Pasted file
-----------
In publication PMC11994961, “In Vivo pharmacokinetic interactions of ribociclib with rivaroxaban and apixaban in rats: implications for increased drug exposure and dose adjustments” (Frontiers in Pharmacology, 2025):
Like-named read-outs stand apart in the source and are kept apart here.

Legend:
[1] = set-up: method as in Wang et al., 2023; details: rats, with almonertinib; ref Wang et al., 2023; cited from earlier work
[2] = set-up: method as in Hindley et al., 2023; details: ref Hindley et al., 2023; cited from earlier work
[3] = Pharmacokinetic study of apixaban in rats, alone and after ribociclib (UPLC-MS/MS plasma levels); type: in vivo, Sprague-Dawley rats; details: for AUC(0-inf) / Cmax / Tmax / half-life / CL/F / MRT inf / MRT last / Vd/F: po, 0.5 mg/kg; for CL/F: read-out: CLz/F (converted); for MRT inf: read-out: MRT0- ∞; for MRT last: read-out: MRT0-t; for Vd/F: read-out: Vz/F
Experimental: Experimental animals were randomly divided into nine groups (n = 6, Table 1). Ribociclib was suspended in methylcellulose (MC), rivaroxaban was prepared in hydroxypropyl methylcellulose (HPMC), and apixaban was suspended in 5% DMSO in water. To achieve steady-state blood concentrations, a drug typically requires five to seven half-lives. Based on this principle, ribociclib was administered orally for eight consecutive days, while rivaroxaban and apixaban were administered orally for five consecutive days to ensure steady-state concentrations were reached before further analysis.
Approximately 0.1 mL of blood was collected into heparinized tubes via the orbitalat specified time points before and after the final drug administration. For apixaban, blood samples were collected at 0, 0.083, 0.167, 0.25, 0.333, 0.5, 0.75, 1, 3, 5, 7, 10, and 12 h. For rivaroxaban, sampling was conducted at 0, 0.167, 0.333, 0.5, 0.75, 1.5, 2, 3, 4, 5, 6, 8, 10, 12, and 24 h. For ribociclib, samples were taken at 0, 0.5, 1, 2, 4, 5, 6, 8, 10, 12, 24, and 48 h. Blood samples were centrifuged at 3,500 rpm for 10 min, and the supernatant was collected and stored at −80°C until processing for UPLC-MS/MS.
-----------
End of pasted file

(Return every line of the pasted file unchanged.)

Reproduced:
In publication PMC11994961, “In Vivo pharmacokinetic interactions of ribociclib with rivaroxaban and apixaban in rats: implications for increased drug exposure and dose adjustments” (Frontiers in Pharmacology, 2025):
Like-named read-outs stand apart in the source and are kept apart here.

Legend:
[1] = set-up: method as in Wang et al., 2023; details: rats, with almonertinib; ref Wang et al., 2023; cited from earlier work
[2] = set-up: method as in Hindley et al., 2023; details: ref Hindley et al., 2023; cited from earlier work
[3] = Pharmacokinetic study of apixaban in rats, alone and after ribociclib (UPLC-MS/MS plasma levels); type: in vivo, Sprague-Dawley rats; details: for AUC(0-inf) / Cmax / Tmax / half-life / CL/F / MRT inf / MRT last / Vd/F: po, 0.5 mg/kg; for CL/F: read-out: CLz/F (converted); for MRT inf: read-out: MRT0- ∞; for MRT last: read-out: MRT0-t; for Vd/F: read-out: Vz/F
Experimental: Experimental animals were randomly divided into nine groups (n = 6, Table 1). Ribociclib was suspended in methylcellulose (MC), rivaroxaban was prepared in hydroxypropyl methylcellulose (HPMC), and apixaban was suspended in 5% DMSO in water. To achieve steady-state blood concentrations, a drug typically requires five to seven half-lives. Based on this principle, ribociclib was administered orally for eight consecutive days, while rivaroxaban and apixaban were administered orally for five consecutive days to ensure steady-state concentrations were reached before further analysis.
Approximately 0.1 mL of blood was collected into heparinized tubes via the orbitalat specified time points before and after the final drug administration. For apixaban, blood samples were collected at 0, 0.083, 0.167, 0.25, 0.333, 0.5, 0.75, 1, 3, 5, 7, 10, and 12 h. For rivaroxaban, sampling was conducted at 0, 0.167, 0.333, 0.5, 0.75, 1.5, 2, 3, 4, 5, 6, 8, 10, 12, and 24 h. For ribociclib, samples were taken at 0, 0.5, 1, 2, 4, 5, 6, 8, 10, 12, 24, and 48 h. Blood samples were centrifuged at 3,500 rpm for 10 min, and the supernatant was collected and stored at −80°C until processing for UPLC-MS/MS.